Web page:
North American Companies Look South for the Next Big Cannabinoid Markets

Written by CBD Intel

Target countries in South America are becoming increasingly important markets for cannabidiol (CBD) with a major deal to distribute medical cannabis products in Brazil.

A change in Brazilian regulatory policy has further opened up trade and two new export agreements have been signed to cultivate a South American supply for the lucrative US market.

There is no longer a list of registered products from which prescriptions for individuals must be filled. Instead, the Brazilian Health Regulatory Agency (ANVISA) has told CBD-Intel that prescriptions must be for a specific, identifiable product but that it is up to the prescriber to decide what that product should be.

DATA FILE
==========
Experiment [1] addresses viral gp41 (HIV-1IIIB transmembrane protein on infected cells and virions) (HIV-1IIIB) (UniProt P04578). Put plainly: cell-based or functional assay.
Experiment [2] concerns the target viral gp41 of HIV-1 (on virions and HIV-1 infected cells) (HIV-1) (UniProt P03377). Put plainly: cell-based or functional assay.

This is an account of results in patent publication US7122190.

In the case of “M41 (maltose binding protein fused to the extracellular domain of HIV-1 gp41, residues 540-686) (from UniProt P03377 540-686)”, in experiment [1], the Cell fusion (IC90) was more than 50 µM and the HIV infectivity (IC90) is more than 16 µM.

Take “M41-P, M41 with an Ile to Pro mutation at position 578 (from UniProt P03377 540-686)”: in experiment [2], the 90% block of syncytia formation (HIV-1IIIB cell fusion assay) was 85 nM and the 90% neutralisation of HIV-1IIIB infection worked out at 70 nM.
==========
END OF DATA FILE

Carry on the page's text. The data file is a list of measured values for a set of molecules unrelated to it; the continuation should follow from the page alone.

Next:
“The prescription needs to be specific to a product and its brand, not the opposite; the imported product must be the same as prescribed by the doctor,” an ANVISA spokesperson said. “When it is mentioned that it needs to contain an identifiable product, it is because there are prescriptions with products with imprecise identification, or that refer to products from which no information can be found.”

Previously there were two independent processes. Individual patients could import prescribed products from a registered list or get their prescriptions fulfilled at a domestic pharmacy.

Canadian cannabis firm Khiron has taken advantage of this change by signing a deal to work with the Brazilian medical firm Medlive, which controls a network of more than 3,000 doctors’ offices, clinics, hospitals, and government institutions.[1]